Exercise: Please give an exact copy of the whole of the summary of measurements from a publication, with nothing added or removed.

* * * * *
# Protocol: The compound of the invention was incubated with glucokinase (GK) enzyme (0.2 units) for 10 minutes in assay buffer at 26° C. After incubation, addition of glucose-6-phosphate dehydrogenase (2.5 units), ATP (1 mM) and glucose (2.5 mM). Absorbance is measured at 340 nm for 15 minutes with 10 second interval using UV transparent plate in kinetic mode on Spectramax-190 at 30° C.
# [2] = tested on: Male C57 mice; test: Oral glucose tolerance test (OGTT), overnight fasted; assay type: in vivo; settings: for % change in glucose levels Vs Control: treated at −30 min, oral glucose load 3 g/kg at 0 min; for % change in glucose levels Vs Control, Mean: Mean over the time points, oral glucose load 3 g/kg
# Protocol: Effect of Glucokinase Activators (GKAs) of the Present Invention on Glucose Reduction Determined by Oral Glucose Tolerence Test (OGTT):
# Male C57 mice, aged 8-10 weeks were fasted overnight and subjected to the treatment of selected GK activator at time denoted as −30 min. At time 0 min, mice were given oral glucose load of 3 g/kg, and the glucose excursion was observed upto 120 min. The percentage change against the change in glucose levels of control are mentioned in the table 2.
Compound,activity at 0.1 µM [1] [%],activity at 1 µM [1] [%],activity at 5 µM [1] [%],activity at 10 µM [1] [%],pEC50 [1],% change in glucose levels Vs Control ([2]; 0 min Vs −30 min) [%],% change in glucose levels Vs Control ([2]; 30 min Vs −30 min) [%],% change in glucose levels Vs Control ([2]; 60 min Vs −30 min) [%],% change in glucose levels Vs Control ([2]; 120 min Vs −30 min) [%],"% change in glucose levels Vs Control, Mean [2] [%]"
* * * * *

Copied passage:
# Protocol: The compound of the invention was incubated with glucokinase (GK) enzyme (0.2 units) for 10 minutes in assay buffer at 26° C. After incubation, addition of glucose-6-phosphate dehydrogenase (2.5 units), ATP (1 mM) and glucose (2.5 mM). Absorbance is measured at 340 nm for 15 minutes with 10 second interval using UV transparent plate in kinetic mode on Spectramax-190 at 30° C.
# [2] = tested on: Male C57 mice; test: Oral glucose tolerance test (OGTT), overnight fasted; assay type: in vivo; settings: for % change in glucose levels Vs Control: treated at −30 min, oral glucose load 3 g/kg at 0 min; for % change in glucose levels Vs Control, Mean: Mean over the time points, oral glucose load 3 g/kg
# Protocol: Effect of Glucokinase Activators (GKAs) of the Present Invention on Glucose Reduction Determined by Oral Glucose Tolerence Test (OGTT):
# Male C57 mice, aged 8-10 weeks were fasted overnight and subjected to the treatment of selected GK activator at time denoted as −30 min. At time 0 min, mice were given oral glucose load of 3 g/kg, and the glucose excursion was observed upto 120 min. The percentage change against the change in glucose levels of control are mentioned in the table 2.
Compound,activity at 0.1 µM [1] [%],activity at 1 µM [1] [%],activity at 5 µM [1] [%],activity at 10 µM [1] [%],pEC50 [1],% change in glucose levels Vs Control ([2]; 0 min Vs −30 min) [%],% change in glucose levels Vs Control ([2]; 30 min Vs −30 min) [%],% change in glucose levels Vs Control ([2]; 60 min Vs −30 min) [%],% change in glucose levels Vs Control ([2]; 120 min Vs −30 min) [%],"% change in glucose levels Vs Control, Mean [2] [%]"